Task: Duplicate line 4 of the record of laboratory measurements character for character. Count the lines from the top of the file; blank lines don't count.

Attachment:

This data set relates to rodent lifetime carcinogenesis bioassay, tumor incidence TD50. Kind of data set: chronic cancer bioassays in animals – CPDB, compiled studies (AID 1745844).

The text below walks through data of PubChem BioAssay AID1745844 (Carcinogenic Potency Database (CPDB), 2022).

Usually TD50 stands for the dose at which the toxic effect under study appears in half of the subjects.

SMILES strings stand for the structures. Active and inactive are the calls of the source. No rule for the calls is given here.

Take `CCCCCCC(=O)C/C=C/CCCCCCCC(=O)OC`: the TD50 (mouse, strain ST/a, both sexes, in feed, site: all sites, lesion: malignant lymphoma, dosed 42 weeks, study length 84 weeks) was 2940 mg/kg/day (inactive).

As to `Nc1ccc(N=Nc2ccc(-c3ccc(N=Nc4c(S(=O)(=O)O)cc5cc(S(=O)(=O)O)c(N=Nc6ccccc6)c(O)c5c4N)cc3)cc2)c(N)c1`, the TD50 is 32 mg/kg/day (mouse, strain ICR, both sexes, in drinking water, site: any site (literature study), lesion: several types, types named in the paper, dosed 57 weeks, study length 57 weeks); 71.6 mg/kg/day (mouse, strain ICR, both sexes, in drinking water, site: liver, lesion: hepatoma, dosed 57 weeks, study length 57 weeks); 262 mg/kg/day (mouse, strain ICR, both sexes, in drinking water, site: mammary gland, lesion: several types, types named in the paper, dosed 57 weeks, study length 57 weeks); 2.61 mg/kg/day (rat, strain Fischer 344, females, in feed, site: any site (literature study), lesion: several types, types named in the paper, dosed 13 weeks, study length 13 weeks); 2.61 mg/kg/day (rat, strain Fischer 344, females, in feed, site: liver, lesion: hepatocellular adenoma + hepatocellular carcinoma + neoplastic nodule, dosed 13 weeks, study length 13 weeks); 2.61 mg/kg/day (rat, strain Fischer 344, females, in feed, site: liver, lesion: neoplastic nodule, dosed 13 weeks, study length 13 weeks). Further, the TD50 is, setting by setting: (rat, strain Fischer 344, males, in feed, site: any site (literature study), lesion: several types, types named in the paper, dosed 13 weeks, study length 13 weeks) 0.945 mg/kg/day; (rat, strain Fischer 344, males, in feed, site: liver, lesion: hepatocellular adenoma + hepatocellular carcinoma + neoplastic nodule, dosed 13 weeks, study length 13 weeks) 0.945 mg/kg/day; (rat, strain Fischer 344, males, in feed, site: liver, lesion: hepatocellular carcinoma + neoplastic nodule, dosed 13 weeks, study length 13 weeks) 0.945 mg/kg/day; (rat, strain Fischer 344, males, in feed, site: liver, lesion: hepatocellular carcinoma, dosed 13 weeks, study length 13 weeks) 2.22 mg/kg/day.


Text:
SMILES strings stand for the structures. Active and inactive are the calls of the source. No rule for the calls is given here.